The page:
Mental Health Crisis Magnified in 2020

A virtual ECHO Autism classroom

Photo: A virtual ECHO Autism classroom

While the COVID-19 pandemic has caused health care chaos in many parts of the United States and world, another less-visible epidemic has been brewing under the surface for decades: the behavioral and mental health crisis among children and adolescents.

Dr. Laurel Leslie“Going into 2020, we already knew we were in a mental health crisis, with escalating rates of anxiety and depression among children, adolescents, and young adults,” says Laurel Leslie, MD, MPH, ABP Vice President for Research. “Today, experts are documenting a ‘second wave’ of challenges with COVID-19, not related to the physical consequences of the virus, but the emotional, financial, social, and educational consequences.”1

Dr. Leslie notes that parents, already stressed due to the pandemic, may not personally have the emotional capacity or time to work, facilitate education, and help their children cope. Other adults who have provided support for families in the past, including teachers, guidance counselors, after-school program mentors, and sports coaches, are less available when schools operate remotely.

On top of the pandemic, children also see and feel the impact of racial injustice and social unrest. They heard vicious political debates and ads. They heard reports of wildfires out of control in the western United States and a near-record number of hurricanes hitting land in the eastern United States — and many children live in areas affected by these natural disasters.

Yet, in a recent survey of pediatric residents, only one in three self-reported high competence in behavioral and mental health assessment skills and only one in five self-reported high competence in treatment.2

To help pediatricians build their skills in diagnosing and treating behavioral and mental health issues, the ABP provides several Maintenance of Certification (MOC) resources (see below).

Board-certified pediatricians also are working to make a difference by sharing their stories about how to help children with behavioral and mental health challenges.

Dr. Kristin SohlFor example, Kristin Sohl, MD, a pediatrician at the University of Missouri Health Care system, founded ECHO Autism, a virtual learning network of providers. The network offers real-time access to autism and behavioral experts and MOC credit for meaningful participation. She shared her story in the ABP blog with Keith Mann, MD, MEd, ABP Vice President for Continuing Certification.

Dr. Eugenia ChanEugenia Chan, MD, MPH, Assistant Professor of Pediatrics at Harvard Medical School and an attending physician in the Division of Developmental Medicine at Boston Children’s Hospital, spoke with Dr. Leslie in October about the role of quality improvement (QI) in developmental-behavioral pediatrics and addressing stigma in mental health care.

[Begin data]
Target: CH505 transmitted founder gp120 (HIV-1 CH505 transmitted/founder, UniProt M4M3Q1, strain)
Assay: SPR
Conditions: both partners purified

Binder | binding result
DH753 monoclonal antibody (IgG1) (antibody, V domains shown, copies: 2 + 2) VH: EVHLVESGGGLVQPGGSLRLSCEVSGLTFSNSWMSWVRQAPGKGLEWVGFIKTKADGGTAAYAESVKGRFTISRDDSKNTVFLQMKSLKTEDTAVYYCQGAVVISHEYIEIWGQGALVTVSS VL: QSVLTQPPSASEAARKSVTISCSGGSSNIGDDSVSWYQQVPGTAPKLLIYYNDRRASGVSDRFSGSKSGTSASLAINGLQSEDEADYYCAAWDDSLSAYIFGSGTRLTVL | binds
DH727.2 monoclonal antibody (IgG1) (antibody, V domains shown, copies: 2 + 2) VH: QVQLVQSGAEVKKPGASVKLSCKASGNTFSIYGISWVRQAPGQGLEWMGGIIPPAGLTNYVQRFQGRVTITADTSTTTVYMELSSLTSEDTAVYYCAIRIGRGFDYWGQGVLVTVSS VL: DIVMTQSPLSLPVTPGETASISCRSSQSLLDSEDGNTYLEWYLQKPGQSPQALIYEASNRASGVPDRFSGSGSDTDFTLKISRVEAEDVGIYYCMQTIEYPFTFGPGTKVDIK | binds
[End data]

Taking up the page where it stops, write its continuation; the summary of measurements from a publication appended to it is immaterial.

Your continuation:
Video conversations with Drs. Sohl and Chan and related MOC projects can be found on the ABP blog at bit.ly/sohl-autism and bit.ly/chan-qi. Additional behavioral and mental health resources during the coronavirus pandemic can be found at bit.ly/covid-bmh.

Maintenance of Certification (MOC) resources

MOC Part 2 Self-Assessments:
Emotional Health and Resilience for Patients and Families with Chronic Pediatric Conditions; Adolescent Substance Abuse; Attention Deficit and Hyperactivity Disorder; Youth Suicide Prevention (in ABP Portfolio)

MOC Part 2 Question of the Week:
Targeted questions on mental health and racism (www.abp.org/content/question-week-qow)

MOC Part 4 Performance Improvement Modules:
Developmental and Behavioral Screening; Initial Diagnosis of Attention Deficit Hyperactivity Disorder; Follow-up Care of Pediatric Patients with Attention Deficit Hyperactivity Disorder; Screening for Adolescent Depression (in ABP Portfolio)

MOC Part 4 Exemplar Projects:
Examples of outstanding quality improvement (QI) projects that pediatricians can adapt to their practice (blog.abp.org)


1Norris T, Well Being Trust. Framework for Excellence informing COVID-19 response to flatten the 2nd curve and lay a foundation for long-term recovery. www.wellbeingtrust.org/news/flattening-the-2nd-curve. Accessed Dec. 17, 2020.

2Green C, Leyenaar JK, Turner AL, Leslie LK. Competency of future pediatricians caring for children with behavioral and mental health problems. Pediatrics Jul 2020, 146 (1) e20192884; doi: 10.1542/peds.2019-2884.